Larry Fitzgerald talks about life after football with the Arizona Cardinals

Larry Fitzgerald, who ranks second all-time in receiving yards and receptions, isn't officially retired but he's not coming back and he's at peace with that. Jed Jacobsohn/Getty Images

SCOTTSDALE, Ariz. -- Life after the NFL has been a steady adjustment for Larry Fitzgerald.

Fitzgerald, who played 17 seasons for the Arizona Cardinals and ranks second all time in receiving yards and receptions, said at first he'd watch games, see plays being made and yearn to get out there. Now, after a year away, the future first-ballot Hall of Fame receiver has fallen into a routine he's comfortable with. He keeps plenty busy doing "the dad stuff" with his two sons, Devin and Apollo.

"They're active in so many things," Fitzgerald said.

Being on their schedules has been as good as he envisioned "at times."

"You learn a lot about yourself when you have free time and I do better with structure," Fitzgerald said. "I don't like structure, but you do better with it, you know? And so, you have to find structure in your life because you'll just sit around at the house, watch Netflix and TV shows or doing stuff like that. ... So you got to make sure you get into a good routine."

Besides being a dad to his two sons, that routine includes quite a bit. He was part of a radio show on SiriusXM NFL Radio with Jim Gray and Tom Brady, he's a minority owner of the Phoenix Suns, he took a four-day course at the Harvard Business School on the business of entertainment, media and sports, and he has been busy with his company, Larry Fitzgerald Enterprises, making investments all over the world.

Walking away from football wasn't a sudden decision for Fitzgerald. He knew it was coming and prepared accordingly.

"It's not like it happened abruptly," he said. "Unfortunately, most athletes, they're told, 'Your career is over.' You don't have much time to prepare. You don't have anything set up outside of the game to really help bridge that gap, and that's when you see guys struggle.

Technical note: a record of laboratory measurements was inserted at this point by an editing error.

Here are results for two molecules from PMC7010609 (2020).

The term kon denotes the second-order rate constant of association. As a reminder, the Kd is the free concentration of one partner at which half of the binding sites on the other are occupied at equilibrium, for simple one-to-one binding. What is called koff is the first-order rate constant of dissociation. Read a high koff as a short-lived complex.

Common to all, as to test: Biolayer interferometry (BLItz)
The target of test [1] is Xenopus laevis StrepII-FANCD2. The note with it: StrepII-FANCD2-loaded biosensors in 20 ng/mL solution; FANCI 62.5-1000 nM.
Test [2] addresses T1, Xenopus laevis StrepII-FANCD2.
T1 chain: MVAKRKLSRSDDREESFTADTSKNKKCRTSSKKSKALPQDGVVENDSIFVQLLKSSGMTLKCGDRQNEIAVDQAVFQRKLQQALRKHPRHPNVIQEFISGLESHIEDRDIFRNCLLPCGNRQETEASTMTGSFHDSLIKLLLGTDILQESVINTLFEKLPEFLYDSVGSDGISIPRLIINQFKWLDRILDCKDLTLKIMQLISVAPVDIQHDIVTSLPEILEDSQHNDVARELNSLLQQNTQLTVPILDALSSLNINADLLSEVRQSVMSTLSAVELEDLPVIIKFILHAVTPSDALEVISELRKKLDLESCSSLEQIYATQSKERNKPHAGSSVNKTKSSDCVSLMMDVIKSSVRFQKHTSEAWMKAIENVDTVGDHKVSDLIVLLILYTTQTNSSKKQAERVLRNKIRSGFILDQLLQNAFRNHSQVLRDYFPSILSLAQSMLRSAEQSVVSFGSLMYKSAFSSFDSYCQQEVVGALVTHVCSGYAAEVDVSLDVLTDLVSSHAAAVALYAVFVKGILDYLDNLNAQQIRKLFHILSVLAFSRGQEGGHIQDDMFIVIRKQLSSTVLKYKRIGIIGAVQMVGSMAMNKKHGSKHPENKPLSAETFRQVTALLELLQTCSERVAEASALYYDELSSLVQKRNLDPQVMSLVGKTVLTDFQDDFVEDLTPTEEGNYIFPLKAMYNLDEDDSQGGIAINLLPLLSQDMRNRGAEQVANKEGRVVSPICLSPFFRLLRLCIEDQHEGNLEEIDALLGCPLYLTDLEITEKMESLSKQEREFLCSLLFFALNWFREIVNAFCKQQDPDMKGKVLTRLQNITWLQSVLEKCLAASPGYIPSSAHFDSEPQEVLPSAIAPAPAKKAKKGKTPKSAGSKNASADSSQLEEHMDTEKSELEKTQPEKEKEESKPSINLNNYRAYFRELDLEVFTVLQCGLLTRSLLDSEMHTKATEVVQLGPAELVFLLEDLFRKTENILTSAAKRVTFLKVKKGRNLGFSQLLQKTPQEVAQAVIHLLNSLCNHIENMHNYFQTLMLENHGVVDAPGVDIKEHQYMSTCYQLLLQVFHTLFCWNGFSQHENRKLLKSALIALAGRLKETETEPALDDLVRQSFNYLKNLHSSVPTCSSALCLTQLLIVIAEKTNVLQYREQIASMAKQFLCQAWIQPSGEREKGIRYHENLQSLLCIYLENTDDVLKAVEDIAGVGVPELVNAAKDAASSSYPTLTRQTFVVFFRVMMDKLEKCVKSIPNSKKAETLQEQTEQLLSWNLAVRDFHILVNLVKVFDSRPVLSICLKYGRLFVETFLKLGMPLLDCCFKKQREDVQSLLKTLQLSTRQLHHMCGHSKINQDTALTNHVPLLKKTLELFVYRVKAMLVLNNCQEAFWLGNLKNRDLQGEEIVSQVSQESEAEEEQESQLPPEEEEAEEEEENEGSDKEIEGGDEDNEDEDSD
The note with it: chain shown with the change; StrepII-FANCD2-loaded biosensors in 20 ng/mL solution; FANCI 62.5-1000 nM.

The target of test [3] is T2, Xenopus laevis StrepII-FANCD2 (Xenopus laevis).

"You got to think, I played 17 years, I made a million connections, I was able to do everything that I ever wanted to do in terms of preparing to be able to make a smooth transition."

Fitzgerald hasn't formally announced his retirement yet, and most likely won't, because in his eyes, he's too young to be retired.

"I'm 38 years old," he said. "I'm a long way from retirement. Yeah, a long way."

Fitzgerald, who ranks sixth all time in touchdowns, has tried to stay connected to the game. He and Cardinals receiver Christian Kirk talk often. He hangs out with former teammates such as offensive lineman Kelvin Beachum.

Watching games, however, can lead to him yearning to play another down.

"I mean, there's days that you watch the game and you see D-Hop [DeAndre Hopkins] make a great catch or you see [tight end Zach] Ertz do something special or you see [left tackle] D.J. [Humphries] pancake a guy or [linebacker] Chandler [Jones] get a sack or [safety] Budda [Baker] get a pick and you get really excited and you wish you could be there and participating with them," he said.

But Fitzgerald isn't coming back -- and he's at peace with that.

"I had a great run. It was fun. I wouldn't change anything," Fitzgerald said. "I wish I could have delivered more for the Valley in terms of winning a championship, but that's water under the bridge at this point."